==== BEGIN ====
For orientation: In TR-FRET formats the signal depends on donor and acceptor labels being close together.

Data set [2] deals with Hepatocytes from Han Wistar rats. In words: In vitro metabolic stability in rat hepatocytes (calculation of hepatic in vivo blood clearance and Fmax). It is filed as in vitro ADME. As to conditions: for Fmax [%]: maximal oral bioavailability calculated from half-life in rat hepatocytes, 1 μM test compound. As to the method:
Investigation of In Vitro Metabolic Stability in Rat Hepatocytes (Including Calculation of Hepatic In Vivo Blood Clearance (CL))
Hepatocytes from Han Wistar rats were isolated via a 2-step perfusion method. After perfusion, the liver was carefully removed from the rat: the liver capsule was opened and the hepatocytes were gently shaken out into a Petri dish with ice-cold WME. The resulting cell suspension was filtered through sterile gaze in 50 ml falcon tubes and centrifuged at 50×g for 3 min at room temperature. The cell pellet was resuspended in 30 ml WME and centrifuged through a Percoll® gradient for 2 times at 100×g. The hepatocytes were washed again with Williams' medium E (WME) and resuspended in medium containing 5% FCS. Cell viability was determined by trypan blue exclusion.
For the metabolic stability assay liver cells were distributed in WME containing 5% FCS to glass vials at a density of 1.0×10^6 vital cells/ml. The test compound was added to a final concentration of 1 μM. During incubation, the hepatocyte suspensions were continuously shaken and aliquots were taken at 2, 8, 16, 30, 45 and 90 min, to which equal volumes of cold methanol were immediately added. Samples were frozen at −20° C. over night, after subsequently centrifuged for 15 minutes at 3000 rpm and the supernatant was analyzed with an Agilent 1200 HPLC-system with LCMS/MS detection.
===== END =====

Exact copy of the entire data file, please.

For orientation: In TR-FRET formats the signal depends on donor and acceptor labels being close together.

Data set [2] deals with Hepatocytes from Han Wistar rats. In words: In vitro metabolic stability in rat hepatocytes (calculation of hepatic in vivo blood clearance and Fmax). It is filed as in vitro ADME. As to conditions: for Fmax [%]: maximal oral bioavailability calculated from half-life in rat hepatocytes, 1 μM test compound. As to the method:
Investigation of In Vitro Metabolic Stability in Rat Hepatocytes (Including Calculation of Hepatic In Vivo Blood Clearance (CL))
Hepatocytes from Han Wistar rats were isolated via a 2-step perfusion method. After perfusion, the liver was carefully removed from the rat: the liver capsule was opened and the hepatocytes were gently shaken out into a Petri dish with ice-cold WME. The resulting cell suspension was filtered through sterile gaze in 50 ml falcon tubes and centrifuged at 50×g for 3 min at room temperature. The cell pellet was resuspended in 30 ml WME and centrifuged through a Percoll® gradient for 2 times at 100×g. The hepatocytes were washed again with Williams' medium E (WME) and resuspended in medium containing 5% FCS. Cell viability was determined by trypan blue exclusion.
For the metabolic stability assay liver cells were distributed in WME containing 5% FCS to glass vials at a density of 1.0×10^6 vital cells/ml. The test compound was added to a final concentration of 1 μM. During incubation, the hepatocyte suspensions were continuously shaken and aliquots were taken at 2, 8, 16, 30, 45 and 90 min, to which equal volumes of cold methanol were immediately added. Samples were frozen at −20° C. over night, after subsequently centrifuged for 15 minutes at 3000 rpm and the supernatant was analyzed with an Agilent 1200 HPLC-system with LCMS/MS detection.